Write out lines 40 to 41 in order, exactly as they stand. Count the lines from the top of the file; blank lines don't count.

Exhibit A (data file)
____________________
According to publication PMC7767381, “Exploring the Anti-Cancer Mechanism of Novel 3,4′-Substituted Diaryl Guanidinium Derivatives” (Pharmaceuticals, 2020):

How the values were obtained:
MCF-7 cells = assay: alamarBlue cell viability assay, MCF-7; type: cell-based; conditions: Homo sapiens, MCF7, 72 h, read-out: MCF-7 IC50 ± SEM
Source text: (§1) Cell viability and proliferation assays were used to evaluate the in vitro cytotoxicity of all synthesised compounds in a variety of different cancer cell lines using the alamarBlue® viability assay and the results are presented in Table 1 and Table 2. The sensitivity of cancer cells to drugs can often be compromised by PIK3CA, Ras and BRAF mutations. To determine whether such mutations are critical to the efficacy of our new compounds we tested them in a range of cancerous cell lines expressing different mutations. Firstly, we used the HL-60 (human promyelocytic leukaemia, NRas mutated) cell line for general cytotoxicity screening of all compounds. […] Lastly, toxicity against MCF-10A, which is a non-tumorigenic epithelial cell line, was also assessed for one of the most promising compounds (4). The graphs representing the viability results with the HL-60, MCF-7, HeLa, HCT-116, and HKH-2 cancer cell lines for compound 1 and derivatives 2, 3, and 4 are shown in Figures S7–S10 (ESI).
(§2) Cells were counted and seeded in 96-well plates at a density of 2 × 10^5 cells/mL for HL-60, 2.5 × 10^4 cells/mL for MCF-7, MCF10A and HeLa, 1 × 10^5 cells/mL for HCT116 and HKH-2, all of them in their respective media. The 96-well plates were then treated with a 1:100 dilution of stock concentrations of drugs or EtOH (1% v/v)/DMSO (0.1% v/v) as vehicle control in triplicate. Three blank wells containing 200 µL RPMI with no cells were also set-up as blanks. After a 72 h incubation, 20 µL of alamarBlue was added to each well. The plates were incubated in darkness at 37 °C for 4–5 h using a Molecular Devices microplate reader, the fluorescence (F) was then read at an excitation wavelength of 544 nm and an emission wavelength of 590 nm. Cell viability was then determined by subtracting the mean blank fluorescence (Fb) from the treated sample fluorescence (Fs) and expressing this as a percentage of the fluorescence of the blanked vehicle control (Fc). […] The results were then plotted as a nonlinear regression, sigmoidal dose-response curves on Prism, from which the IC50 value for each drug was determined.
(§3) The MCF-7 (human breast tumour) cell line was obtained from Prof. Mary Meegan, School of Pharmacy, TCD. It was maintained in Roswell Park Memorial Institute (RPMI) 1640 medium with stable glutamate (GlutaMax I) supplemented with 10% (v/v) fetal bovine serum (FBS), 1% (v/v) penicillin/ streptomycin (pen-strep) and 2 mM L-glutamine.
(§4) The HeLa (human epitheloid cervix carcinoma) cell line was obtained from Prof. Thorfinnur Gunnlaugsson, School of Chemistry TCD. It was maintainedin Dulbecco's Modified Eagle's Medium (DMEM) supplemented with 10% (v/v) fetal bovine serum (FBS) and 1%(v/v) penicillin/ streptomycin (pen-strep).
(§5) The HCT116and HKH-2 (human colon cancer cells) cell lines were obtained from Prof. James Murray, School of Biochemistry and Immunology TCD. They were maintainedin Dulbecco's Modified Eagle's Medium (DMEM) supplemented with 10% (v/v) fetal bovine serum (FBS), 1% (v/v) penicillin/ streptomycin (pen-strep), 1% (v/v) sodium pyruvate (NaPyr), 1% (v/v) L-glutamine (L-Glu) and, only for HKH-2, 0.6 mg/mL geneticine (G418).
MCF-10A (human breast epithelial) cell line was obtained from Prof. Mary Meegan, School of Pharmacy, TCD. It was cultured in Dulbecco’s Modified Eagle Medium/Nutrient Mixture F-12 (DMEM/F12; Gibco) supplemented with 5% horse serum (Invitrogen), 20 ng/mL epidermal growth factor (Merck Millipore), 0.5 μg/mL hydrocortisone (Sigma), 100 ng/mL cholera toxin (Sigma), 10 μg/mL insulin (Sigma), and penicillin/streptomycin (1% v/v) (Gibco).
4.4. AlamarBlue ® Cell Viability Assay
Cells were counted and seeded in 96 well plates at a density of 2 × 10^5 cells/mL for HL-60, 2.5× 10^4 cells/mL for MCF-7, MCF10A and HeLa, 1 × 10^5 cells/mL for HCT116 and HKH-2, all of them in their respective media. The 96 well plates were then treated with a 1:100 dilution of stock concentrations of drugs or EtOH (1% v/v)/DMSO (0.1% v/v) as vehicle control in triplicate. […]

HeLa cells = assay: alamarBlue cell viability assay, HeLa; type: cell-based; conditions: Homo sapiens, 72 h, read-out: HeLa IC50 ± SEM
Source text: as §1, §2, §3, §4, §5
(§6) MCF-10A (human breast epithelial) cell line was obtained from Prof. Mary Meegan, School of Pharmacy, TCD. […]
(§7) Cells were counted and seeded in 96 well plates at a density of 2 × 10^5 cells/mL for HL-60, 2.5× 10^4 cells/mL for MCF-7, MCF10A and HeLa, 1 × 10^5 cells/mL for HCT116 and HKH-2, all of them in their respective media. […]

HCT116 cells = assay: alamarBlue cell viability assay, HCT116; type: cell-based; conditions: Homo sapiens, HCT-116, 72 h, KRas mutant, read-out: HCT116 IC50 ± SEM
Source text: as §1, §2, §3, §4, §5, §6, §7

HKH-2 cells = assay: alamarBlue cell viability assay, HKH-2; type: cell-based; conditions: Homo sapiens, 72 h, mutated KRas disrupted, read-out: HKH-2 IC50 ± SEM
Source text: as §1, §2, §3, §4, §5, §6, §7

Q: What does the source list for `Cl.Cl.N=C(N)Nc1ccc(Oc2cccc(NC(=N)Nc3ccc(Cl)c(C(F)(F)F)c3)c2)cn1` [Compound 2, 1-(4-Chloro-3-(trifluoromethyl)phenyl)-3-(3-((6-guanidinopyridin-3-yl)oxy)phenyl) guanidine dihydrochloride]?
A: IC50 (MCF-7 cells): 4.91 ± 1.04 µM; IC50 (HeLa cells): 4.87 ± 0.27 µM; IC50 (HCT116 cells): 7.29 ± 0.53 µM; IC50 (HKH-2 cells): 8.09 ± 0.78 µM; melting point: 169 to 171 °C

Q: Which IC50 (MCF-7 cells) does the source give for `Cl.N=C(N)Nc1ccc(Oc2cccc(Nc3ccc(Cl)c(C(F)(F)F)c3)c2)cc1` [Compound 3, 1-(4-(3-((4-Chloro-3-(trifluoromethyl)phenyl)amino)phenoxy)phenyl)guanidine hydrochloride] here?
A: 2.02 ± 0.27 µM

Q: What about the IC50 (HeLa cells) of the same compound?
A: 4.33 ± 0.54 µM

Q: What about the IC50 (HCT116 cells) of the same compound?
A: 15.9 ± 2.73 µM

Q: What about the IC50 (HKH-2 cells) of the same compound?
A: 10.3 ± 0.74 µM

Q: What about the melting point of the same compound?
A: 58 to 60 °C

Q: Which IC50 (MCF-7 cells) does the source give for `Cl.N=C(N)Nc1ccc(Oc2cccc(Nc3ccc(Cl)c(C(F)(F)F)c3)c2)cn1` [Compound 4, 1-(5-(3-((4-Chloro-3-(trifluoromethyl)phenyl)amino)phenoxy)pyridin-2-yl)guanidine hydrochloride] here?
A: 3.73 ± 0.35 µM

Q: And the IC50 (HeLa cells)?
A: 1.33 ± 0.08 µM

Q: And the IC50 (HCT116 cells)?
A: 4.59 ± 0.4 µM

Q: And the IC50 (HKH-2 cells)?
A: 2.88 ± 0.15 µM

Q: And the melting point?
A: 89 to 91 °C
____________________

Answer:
Q: And the melting point?
A: 89 to 91 °C